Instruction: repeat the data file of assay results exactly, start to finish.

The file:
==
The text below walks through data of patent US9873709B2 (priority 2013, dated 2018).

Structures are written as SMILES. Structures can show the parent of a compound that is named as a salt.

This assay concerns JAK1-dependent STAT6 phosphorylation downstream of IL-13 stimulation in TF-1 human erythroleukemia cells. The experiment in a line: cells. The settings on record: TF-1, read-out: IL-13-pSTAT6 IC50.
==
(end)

The text below walks through data of patent US9873709B2 (priority 2013, dated 2018).

Structures are written as SMILES. Structures can show the parent of a compound that is named as a salt.

This assay concerns JAK1-dependent STAT6 phosphorylation downstream of IL-13 stimulation in TF-1 human erythroleukemia cells. The experiment in a line: cells. The settings on record: TF-1, read-out: IL-13-pSTAT6 IC50.